88. Assessment Prepared by the Central Intelligence Agency1


Summary. The GRC is rapidly approaching the end of an era, and it seems almost certain that the next few years will be marked by sweeping changes in the domestic situation and in Taipei’s international position. The groundwork for these changes is already prepared. What is perhaps the most significant GRC achievement—rapid economic development of the island—has set the stage for potential shifts in the internal political balance. Changes in the U.S. political priorities and the gradual resumption of Peking’s long march toward regional dominance in East Asia point toward the necessity for acceptance of a new international role by the GRC.

Society on Taiwan is being rapidly urbanized. The many stresses which result—including a growth of political consciousness among the underdog Taiwanese majority—will be harder to cope with because of the split between the politically dominant Mainlanders and the generally alienated Taiwanese, who outnumber them 8 to 1. Internationally, the GRC faces an increasingly precarious situation with steadily diminishing options as U.S. power is gradually shifted in the Pacific. [Page 228] Eventually, the leaders in Taipei must confront the unpleasant prospect—probably sooner rather than later—of acknowledging the “two Chinas” situation and openly accepting the galling status of a small power existing behind the shield of U.S. and/or regional security guarantees. Against this backdrop of trouble, the GRC leadership must cope with the succession question—probably no later than 1972—and a host of lesser problems.

Despite the uncertainties in the near-term future, I feel quite confident that the GRC will weather its problems successfully during the next several years.2 The economic growth, which is at the root of many political and social difficulties, also produces a steady rise in the standard of living which serves as a balancing factor in an otherwise unstable situation. This, in conjunction with the pervasive security apparatus and the fact that “Taiwanese independence” is still basically a state of mind, makes it seem likely that the period just ahead will be comparatively tranquil internally. This judgment would require immediate review if some sudden stroke of fate removed the President’s able son, Chiang Ching-Kuo, from the line of succession to de facto control as Premier— which I confidently expect within the next twelve months.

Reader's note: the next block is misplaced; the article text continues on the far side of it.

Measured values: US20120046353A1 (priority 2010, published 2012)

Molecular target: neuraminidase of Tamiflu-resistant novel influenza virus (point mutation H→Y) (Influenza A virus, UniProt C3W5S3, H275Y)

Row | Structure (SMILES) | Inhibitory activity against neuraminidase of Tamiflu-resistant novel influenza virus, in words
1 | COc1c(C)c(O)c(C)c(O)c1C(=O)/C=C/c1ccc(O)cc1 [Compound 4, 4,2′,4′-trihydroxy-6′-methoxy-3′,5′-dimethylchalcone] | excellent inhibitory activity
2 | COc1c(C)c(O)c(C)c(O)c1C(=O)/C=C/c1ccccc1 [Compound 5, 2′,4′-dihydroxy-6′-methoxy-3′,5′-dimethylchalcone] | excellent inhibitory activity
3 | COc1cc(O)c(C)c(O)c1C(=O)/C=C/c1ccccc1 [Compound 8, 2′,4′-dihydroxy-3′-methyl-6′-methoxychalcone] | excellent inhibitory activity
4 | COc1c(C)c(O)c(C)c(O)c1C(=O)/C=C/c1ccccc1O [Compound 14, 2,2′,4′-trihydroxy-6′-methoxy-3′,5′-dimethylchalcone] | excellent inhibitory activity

This does not mean, however, that either the U.S. Government or [less than 1 line of source text not declassified] will have easy times ahead in working with the GRC. I believe the Chinese are going to become more touchy, more demanding and more inclined to be assertive where there is any question concerning GRC sovereignty. [2 lines of source text not declassified]

[Omitted here is an 11-page analysis of the Taiwan situation.]

  1. Source: National Archives, RG 59, EA/ROC Files: Lot 73 D 38, Pol. Assessment–US/GRC. Secret. An attached but not printed covering memorandum from Nelson to Green states that this report was prepared by the CIA.
  2. Shoesmith prepared a memorandum for Green on September 11, in which he took issue with the CIA report. Shoesmith posited that “the GRC is not merely facing the ‘end of an era’ but a basic challenge to the political structure which has been maintained on Taiwan since 1949.” He also observed that the passing of Chiang and the declining international position of the ROC created a “potentially explosive” situation that could impair domestic economic growth and, in turn, exacerbate political conflicts between mainlanders and the Taiwanese. Green wrote on the first page of this memorandum: “Many thanks. The two analyses [names not declassified] made useful contrasts. MG.” (Ibid.)